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Chemical Gas Generators Based on Mechanically Alloyed Al·Mg Powder

Published online by Cambridge University Press:  17 March 2015

Marco A. Machado
Affiliation:
Department of Mechanical Engineering, The University of Texas at El Paso, El Paso, TX 79968, U.S.A.
Daniel A. Rodriguez
Affiliation:
Department of Mechanical Engineering, The University of Texas at El Paso, El Paso, TX 79968, U.S.A.
Edward L. Dreizin
Affiliation:
Department of Chemical, Biological, and Pharmaceutical Engineering, New Jersey Institute of Technology, Newark, NJ 07102, U.S.A.
Evgeny Shafirovich
Affiliation:
Department of Mechanical Engineering, The University of Texas at El Paso, El Paso, TX 79968, U.S.A.
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Abstract

Because of the high energy density, easy ignition, and good storability, mechanically alloyed Al·Mg powder has the potential to improve the performance characteristics of various energetic and gas-generating materials. Here, the use of this powder in combustible mixtures for generation of oxygen and hydrogen is explored. The mixtures for oxygen generation consisted of sodium chlorate, nanoscale cobalt oxide catalyst, and Al·Mg powder, while those for hydrogen generation included water, polyacrylamide as a gellant, and Al·Mg powder. To increase hydrogen yield, ammonia borane (NH3BH3) was also added to Al·Mg − water mixtures. Combustion experiments were conducted in an argon environment, using laser ignition. The thermal wave propagation over the oxygen-generating mixtures was studied using infrared video recording. It has been shown that mechanically alloyed Al·Mg material is a promising alternative to currently used iron because significantly smaller amounts of this additive are needed for a steady propagation of the combustion wave. The hydrogen generation experiments have shown that mixtures of mechanically alloyed Al·Mg powder with 10−60 wt% gelled water are combustible, with the front velocities exceeding the values obtained for the mixtures of water with nanoscale Al. Hydrogen yield was measured using mass-spectrometry. In the mixtures that included ammonia borane, D2O was used instead of H2O. Measurements of H2, D2, and HD concentrations in the product gas provided insight into the reaction mechanisms. The isotopic tests have shown that AB participates in two parallel processes − thermolysis and hydrolysis, thus increasing hydrogen yield.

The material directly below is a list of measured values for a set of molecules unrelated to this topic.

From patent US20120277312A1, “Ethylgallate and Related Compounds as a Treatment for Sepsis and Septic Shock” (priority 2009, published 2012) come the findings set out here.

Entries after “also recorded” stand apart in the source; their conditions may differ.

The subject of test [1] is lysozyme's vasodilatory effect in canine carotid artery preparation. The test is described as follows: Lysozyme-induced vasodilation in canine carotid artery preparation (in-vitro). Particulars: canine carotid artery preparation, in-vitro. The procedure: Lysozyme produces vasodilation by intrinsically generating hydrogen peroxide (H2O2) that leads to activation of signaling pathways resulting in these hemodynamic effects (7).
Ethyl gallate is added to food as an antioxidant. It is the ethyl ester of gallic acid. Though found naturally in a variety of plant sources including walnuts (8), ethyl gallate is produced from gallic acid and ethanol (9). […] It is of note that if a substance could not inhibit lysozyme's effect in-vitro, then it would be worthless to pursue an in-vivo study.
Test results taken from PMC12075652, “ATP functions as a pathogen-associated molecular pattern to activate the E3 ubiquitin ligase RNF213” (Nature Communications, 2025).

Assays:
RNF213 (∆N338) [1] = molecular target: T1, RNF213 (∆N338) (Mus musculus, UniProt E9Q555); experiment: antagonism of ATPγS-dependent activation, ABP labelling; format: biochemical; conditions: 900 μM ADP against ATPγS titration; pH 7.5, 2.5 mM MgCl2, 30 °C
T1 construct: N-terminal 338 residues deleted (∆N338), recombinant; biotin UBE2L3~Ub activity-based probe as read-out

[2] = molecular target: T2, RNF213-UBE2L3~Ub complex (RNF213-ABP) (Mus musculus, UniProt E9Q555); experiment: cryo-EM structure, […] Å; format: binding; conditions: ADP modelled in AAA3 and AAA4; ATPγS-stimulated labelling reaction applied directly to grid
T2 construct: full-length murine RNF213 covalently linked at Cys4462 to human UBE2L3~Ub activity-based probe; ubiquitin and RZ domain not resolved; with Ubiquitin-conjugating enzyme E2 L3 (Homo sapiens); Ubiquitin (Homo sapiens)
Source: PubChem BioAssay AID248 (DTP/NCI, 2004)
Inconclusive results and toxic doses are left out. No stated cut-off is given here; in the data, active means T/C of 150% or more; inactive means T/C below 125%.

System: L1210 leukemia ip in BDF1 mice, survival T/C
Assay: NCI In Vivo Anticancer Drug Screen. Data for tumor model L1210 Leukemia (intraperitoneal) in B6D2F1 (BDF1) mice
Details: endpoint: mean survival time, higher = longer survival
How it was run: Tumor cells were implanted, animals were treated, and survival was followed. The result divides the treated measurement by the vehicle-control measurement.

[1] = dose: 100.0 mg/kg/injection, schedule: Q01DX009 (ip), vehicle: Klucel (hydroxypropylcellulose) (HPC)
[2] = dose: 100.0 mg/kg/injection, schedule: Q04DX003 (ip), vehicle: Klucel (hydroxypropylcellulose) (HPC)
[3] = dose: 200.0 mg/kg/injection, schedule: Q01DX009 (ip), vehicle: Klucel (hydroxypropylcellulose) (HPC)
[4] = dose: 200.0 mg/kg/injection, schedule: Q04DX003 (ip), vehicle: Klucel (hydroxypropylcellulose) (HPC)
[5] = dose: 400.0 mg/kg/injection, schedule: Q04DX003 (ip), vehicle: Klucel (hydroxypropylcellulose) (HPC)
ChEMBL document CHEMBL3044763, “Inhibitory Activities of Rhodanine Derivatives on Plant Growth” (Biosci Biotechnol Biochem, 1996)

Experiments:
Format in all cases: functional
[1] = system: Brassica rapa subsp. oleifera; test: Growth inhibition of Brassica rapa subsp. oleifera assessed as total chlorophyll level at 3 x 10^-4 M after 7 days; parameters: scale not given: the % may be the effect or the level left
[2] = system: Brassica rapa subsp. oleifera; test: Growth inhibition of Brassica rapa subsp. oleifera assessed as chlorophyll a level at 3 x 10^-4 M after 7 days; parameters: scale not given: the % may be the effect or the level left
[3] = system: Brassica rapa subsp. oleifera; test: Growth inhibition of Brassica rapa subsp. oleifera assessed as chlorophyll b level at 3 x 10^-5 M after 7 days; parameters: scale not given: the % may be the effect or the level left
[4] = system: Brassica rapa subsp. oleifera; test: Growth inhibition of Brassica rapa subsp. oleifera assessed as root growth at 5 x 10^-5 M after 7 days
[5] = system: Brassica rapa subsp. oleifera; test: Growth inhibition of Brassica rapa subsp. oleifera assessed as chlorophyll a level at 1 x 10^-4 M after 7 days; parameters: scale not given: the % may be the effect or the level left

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Copyright
Copyright © Materials Research Society 2015 

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